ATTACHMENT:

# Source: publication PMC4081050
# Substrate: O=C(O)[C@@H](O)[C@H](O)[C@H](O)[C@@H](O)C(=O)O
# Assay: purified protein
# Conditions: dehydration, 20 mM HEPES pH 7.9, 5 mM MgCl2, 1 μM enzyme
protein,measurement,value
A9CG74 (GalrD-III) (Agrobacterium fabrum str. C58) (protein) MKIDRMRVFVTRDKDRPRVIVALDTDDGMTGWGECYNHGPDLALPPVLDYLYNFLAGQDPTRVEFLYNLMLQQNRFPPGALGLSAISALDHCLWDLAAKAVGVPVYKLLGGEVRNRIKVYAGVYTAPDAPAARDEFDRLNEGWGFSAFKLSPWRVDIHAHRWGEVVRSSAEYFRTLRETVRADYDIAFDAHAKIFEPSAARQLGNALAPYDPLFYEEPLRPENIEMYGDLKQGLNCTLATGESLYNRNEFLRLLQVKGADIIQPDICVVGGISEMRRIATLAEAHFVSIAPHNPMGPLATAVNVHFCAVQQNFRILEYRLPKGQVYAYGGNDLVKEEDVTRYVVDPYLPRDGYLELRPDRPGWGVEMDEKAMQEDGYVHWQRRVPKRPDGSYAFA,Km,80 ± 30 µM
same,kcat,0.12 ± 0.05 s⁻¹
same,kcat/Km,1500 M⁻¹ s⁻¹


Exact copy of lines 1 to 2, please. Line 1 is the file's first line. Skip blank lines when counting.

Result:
# Source: publication PMC4081050
# Substrate: O=C(O)[C@@H](O)[C@H](O)[C@H](O)[C@@H](O)C(=O)O